Recalling a legend

2015-02-03 00:00

DURBAN Country Club’s tranquillity was tested yesterday by a group of folk at a table laughing and sharing cricket memories.

Leading the laughs was John Watkins (91), who played 15 Tests from 1949 to 1957, but there was more to the occasion.

Among the people at the table was Di Thompson (daughter of Springbok opening batsman Eric Rowan) who had arranged to meet Watkins for a special reason.

“Rick Smith, an Australian cricket writer, contacted me a few years ago saying he was writing a book on my father and could I help,” said Thompson. “I was involved from the beginning and Rick also contacted John to write a foreword. I am here in Durban to give John a copy of the book.” Rowan and Watkins were firm friends, despite being huge rivals on the cricket field at provincial level.

“I played for Natal and Eric for Transvaal. The teams were not just rivals — we were enemies and our matches reflected that,” said Watkins. “We were not allowed to talk to the Transvaal players after play or have anything to do with them. It bugged me, particularly being a mate of Eric’s.”

Rowan died in 1993, but Watkins recalled how the two became great pals.

“My first Test match was against the Aussies, 1949/50, at the Wanderers. I opened the bowling with Cuan McCarthy, and my first two balls swung like crazy and were called wides,” said Watkins.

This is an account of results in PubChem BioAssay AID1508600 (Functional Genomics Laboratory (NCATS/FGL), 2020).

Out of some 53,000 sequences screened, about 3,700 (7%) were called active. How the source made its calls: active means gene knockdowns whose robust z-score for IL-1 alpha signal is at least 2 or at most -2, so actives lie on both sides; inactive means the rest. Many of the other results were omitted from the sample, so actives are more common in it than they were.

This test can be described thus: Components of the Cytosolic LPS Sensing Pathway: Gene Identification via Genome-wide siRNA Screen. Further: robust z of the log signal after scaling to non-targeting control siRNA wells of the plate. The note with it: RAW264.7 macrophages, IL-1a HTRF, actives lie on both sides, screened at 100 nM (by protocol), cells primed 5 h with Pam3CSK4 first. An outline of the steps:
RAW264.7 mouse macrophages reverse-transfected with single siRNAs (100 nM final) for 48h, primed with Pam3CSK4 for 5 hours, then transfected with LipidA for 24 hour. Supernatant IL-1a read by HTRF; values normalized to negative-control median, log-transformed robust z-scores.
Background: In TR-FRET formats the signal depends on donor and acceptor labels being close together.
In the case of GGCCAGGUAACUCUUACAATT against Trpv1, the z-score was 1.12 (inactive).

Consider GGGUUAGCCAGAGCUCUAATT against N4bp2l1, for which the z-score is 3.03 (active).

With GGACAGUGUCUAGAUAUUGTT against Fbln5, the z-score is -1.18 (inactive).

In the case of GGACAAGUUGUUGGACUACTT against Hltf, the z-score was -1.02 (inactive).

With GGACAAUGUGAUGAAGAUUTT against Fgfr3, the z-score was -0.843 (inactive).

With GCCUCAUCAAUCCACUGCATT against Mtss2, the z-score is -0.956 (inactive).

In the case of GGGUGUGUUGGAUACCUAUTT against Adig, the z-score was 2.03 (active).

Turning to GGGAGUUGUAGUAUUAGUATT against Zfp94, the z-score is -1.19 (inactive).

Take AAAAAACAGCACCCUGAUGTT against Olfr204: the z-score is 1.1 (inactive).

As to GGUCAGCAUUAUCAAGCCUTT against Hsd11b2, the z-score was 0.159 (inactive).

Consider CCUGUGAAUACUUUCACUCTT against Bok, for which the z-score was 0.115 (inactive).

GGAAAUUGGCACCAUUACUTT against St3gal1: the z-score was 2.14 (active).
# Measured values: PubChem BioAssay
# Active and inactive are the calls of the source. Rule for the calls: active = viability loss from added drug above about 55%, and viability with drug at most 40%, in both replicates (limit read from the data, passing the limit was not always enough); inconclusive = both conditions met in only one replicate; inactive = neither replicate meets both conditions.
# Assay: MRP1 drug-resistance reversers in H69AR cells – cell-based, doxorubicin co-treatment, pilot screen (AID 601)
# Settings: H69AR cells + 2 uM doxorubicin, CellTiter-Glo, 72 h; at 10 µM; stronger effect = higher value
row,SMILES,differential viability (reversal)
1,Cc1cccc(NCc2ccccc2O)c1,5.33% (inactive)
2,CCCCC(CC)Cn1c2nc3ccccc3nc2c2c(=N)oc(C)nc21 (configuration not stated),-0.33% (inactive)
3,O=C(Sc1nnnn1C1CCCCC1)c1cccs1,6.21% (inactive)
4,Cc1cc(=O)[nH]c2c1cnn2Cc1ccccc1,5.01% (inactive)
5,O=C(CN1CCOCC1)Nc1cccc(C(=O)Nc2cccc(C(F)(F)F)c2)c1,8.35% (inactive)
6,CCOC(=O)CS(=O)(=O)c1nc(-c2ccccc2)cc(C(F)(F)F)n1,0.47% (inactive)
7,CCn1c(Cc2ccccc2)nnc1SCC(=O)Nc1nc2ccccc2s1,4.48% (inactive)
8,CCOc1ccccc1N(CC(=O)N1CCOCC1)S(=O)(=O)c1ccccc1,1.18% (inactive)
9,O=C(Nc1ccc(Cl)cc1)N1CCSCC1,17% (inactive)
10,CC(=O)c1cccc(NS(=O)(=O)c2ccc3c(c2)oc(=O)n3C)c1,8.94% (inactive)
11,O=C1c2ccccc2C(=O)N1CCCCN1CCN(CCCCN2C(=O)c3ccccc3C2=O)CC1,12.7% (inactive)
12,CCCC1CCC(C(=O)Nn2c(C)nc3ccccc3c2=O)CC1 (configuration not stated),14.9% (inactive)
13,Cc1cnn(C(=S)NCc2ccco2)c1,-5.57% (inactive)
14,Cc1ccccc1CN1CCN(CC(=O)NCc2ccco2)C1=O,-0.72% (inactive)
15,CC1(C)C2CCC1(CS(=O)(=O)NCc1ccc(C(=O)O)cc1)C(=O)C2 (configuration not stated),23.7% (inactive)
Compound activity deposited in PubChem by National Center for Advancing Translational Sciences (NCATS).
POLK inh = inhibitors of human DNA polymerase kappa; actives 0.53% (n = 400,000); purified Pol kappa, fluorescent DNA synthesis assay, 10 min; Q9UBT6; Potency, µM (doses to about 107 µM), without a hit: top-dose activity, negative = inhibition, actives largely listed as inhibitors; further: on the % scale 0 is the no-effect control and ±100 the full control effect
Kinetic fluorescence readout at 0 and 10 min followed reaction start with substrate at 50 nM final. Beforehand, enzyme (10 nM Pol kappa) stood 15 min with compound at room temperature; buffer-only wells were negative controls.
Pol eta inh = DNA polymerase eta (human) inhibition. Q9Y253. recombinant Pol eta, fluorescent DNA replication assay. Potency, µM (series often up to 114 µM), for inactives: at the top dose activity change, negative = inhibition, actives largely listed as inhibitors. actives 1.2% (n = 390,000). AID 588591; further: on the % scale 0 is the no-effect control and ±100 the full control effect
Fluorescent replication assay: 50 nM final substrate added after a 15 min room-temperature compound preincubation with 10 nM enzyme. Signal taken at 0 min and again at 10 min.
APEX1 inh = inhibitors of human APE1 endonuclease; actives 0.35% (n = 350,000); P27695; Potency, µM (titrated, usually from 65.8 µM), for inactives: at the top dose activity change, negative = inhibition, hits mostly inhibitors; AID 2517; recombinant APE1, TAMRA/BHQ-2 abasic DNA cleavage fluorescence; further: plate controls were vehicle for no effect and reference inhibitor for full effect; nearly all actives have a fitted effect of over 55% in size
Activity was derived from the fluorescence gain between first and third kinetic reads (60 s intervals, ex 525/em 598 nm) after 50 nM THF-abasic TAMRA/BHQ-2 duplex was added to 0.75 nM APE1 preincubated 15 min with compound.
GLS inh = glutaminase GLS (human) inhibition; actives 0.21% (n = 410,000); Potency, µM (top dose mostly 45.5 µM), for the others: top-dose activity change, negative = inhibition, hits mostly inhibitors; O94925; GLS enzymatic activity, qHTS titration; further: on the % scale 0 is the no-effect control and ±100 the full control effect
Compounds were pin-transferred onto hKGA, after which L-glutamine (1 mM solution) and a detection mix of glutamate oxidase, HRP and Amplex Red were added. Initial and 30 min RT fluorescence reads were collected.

As he came from the rival Natal camp, the crowd voiced their disapproval with a series of boos.

“I was shattered. I didn’t know what to do, when a voice from cover said: ‘Don’t worry, the batsmen haven’t scored off you yet. Hold the ball across the seam.’ It was Eric and we were mates from that day onwards.” Another time, Watkins scored a century for Natal against Transvaal and the first man to congratulate him was Rowan. “He was tough and fearless, never shy to speak his mind. As a batsman, he never gave his wicket away, regardless of how many runs he had and the game was never over until the final ball,” said Watkins. The book on Rowan is part of a Lives in Cricket series, the criteria being an interesting personality in the sport.

“The late Brian Bassano called my dad the toughest Springbok and we went with that title for the book,” said Thompson. “Unfortunately, the book had to be published in England and bringing it to the SA market would have cost too much with the rand to pound exchange rate.

“However, I did order a batch and have copies available for sale. Proceeds go to Jeppe High School, where Dad and my uncle Athol Rowan were schooled. Much of their memorabilia is in the cricket pavilion, named the Rowan Room.”

Eric Rowan was a larger-than-life character on and off the cricket field. With him beside you in the trenches, there was always hope of winning and he remains the oldest player to score a Test double 100 — 236 against England at Leeds, July 1951, aged 42 years. He also scored 156* to save a Test at Ellis Park in 1948/49, having been told by the selectors he was dropped for the next Test.

“It’s such a privilege to have a book written on him, something that cements his status as one of South Africa’s great cricket characters,” said Thompson.

Contact Di Thompson at

Eric Rowan

Tests 26, Runs 1965, HS 236, Avg 43,66, 12x50, 3x100

Wisden Cricketer of the Year 1952

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